Meanwhile, in a large sauté pan, brown ground beef; with spatula, break up beef to pea size peaces. Add onions and cook for 5 minutes until translucent.
Add salt, pepper and curry powder (or tomato paste). Stir in well for another minute before removing pan from heat. Toss in chopped parsley and cool mixture to room temperature.












Once cooled completely, toss in eggs.



On a clean kitchen counter top, flour surface well. Remove dough and knead for a couple of minutes and form into a 1' 1/2" - 3/4" long log.

Fried Piroshki:
With a large sharp flat knife, evenly cut dough to render 12-15 equal sized portions (each the size of a large tangerine or small onion). With your fingers, tuck the sides of the dough under itself (as you would pizza dough) and place seam side down on a well floured surface to rest for 10 minutes.
In a large, deep frying pan prepare by adding 2-3 cups of vegetable oil. Turn on heat to medium low when half way completing filling piroshki dough.
Using your fingers, gently stretch dough into a flat round circle. A rolling pin may be used to flatten edges to create a larger, flatter edged dough.



Add 2-3 tablespoons of filling mix.



Wet inner edges of dough and fold to the top to seal and form into a circular pouch. With seam side down, place piroshki on floured surface and continue with remaining dough.



Once oil is hot (add a small piece of dough and it should float to the top and make bubbles), carefully add 2-3 doughs at a time. Once dark golden brown, carefully flip dough. Frying both sides should take 3-4 minutes total for each piroshki.



Once both sides are crispy and golden brown, with a large spatula, remove piroshki and place on thick quality paper towels to capture excessive oil. Continue with remaining until complete.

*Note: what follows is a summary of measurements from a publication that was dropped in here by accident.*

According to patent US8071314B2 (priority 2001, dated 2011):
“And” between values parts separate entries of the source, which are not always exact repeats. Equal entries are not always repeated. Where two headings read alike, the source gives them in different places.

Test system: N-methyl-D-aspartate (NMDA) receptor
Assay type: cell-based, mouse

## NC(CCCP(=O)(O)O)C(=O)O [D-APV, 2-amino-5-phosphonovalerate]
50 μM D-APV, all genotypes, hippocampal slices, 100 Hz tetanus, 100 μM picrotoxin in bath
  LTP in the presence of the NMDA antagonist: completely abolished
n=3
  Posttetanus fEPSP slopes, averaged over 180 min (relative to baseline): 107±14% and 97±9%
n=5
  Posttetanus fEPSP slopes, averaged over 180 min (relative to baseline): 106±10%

Bake Piroshki in Bundt Pan:
Preheat oven to 375°F.
Using a rolling pin, flatten out dough to 1' 3/4" foot long and 8" wide.



Pour the filling in the middle along the length. Sprinkle mozzarella cheese on top of meet mixture.



Brush milk on the four edges of the dough and carefully bring up one edge to the top of meat mix followed by the other length. With your fingers tightly seal open ends.



Grease bundt pan well. With both hands under the piroshki, quickly lift and place sealed top edge down into the pan. If this proves to be challenging, edge side can remain on top. Just make certain with wet finger, all the openings are sealed being careful not to tear or break dough. The ends of the
piroshki should come together. If short, you can stretch dough until both ends meet. Brush top with milk and sprinkle white sesame and nigella seeds on top.



Allow piroshki to rest for 5-10 minutes prior to placing in the oven to bake for 45-55 minutes until golden on top. Remove from oven and cool for 30 minutes. Flip piroshki over to a serving plater and cut slices to serve.